Last Friday we launched Oceanography for Everyone–The OpenCTD, a crowdfunding project to develop a low-cost, open-source CTD. This project won’t succeed without your help. To demonstrate how valuable a device like the OpenCTD is, for the next several weeks I’ll be presenting various projects that could be accomplished with access to low-cost CTD’s. First up on the docket is an array of volunteer nodes to measure the effects of hurricanes.
Imagine a category 2 hurricane barreling down the eastern seaboard. As the swirling air mass builds strength, it absorbs heat from the ocean. The powerful winds alter local currents, mixing layers of seawater, and depositing freshwater on the surface in the form of rain. The effects of a hurricane reach far beyond the eye of the storm and changes may take several months to return to the status quo.
Wouldn’t it be awesome if there were a group of enthusiastic (and safety minded) volunteers taking ocean measurements before* and after the hurricane passed? And not just on the regional scale like we do now, but at an extremely high resolution, charting changes in local estuaries, sounds, and dozens or hundreds (or, dare I dream, thousands) of points along the coast? Enthusiastic volunteers with access to their own local waterways and a low-cost CTD could monitor these water bodies for months following the storm, documenting changing sea conditions. Uploaded to a shared database like Marinexplore, this kind of data would provide a massive baseline for assessing hurricane impacts, anticipating recovery, and informing management of affected marine populations.
A low-cost, open-source CTD could help make this kind of large-scale monitoring project possible. With your help, we can make the OpenCTD a reality.
Please visit our Rockethub project page and consider donating (even a few dollars helps!). You can also follow us on our Google+ page–Oceanography for Everyone for project updates and additional media.
*While, of course, maintaining a conservative window of time to evacuate ahead of the storm.
Head over to our Rockethub Page for more information!
Conductivity, temperature, and depth (CTD). With these three measurements, marine scientists can unlock ocean patterns hidden beneath the waves. The ocean is not uniform, it its filled with swirling eddies, temperature boundaries, layers of high and low salinity, changing densities, and many other physical characteristics. To reveal these patterns, oceanographers use a tool called the CTD. A CTD is found on almost every major research vessel. Rare is the scientific expedition–whether it be coastal work in shallow estuaries or journeys to the deepest ocean trenches–that doesn’t begin with the humble CTD cast.
The CTD is not cheap. Commercial CTD’s start at more the $5,000 and can climb as high as $25,000 or more.
We believe that the prohibitive cost of a CTD is an unacceptable barrier to open science. The price tag excludes individuals and groups who lack research grants or significant private funds from conducting oceanographic research. We want to make this tool–the workhorse of oceanographic research–available to anyone with an interest in the oceans.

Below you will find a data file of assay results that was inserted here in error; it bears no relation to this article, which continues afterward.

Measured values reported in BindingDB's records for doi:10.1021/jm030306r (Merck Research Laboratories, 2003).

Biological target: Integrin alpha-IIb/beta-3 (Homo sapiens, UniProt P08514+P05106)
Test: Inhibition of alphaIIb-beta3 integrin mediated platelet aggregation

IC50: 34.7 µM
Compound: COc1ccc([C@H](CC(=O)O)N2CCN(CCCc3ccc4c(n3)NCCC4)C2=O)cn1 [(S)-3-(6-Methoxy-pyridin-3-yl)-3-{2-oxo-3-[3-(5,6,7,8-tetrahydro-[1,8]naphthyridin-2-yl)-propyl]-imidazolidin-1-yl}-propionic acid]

We’re building a CTD, but we need your help!
The ocean belongs to us all. Let’s ensure that we have access to the tools needed to study it.
Head over to our Rockethub Page for more information!
The Sea Leveler.
Two weeks ago, I announced my latest Hacking the Ocean project, an open-source, Arduino-powered water level meter that monitors the frequency of tweets containing the hashtag #sealevelrise. Since launch, the Sea Leveler has had some bugs and received some good press. Now that I’ve had some time to monitor its performance and work the bugs out of its code, it is finally time for the promised “how to build the Sea Leveler” post.
This project was much more involved than my Arduino build and significantly more rewarding. The Sea Leveler was a challenge on multiple fronts, from learning to make the Arduino talk to twitter to physically modifying the water level meter. As I noted in my first project log, I have very little programming experience, and the major goal of this build was to level up my C++ skills. I’m very happy with the results, both technical and aesthetic.
For simplicity, I’m going to break this into two posts, one for hardware and one for software.
As I mentioned during the last Blue Pints episode, this year I’m going to be attempting to build a low-cost open source CTD for basic oceanographic measurements. This is in addition to my ongoing work with the OpenROV. I have a pretty solid electronics background, but in order to accomplish this goal, I also need to learn how to program microcontrollers, something that I’ve never done before. For the next several months I’m going to tackle various small Arduino project to get comfortable with the fundamentals. I’ll be working out of Environmental Monitoring with Arduino: Building Simple Devices to Collect Data About the World Around Us and Arduino Projects to Save the World, both of which feature beginner to advanced projects based around environmental monitoring and data collection, as well as Programming Arduino Getting Started with Sketches for as a basic programming primer.
For my first project, I wanted to start with something that could eventually be implemented with the OpenROV–a magnetometer to provide compass headings while navigating the robot. As a first step, I wanted to learn how to program the Arduino board to calculate compass headings from a magnetometer and develop some sort of rough visual readout of that heading.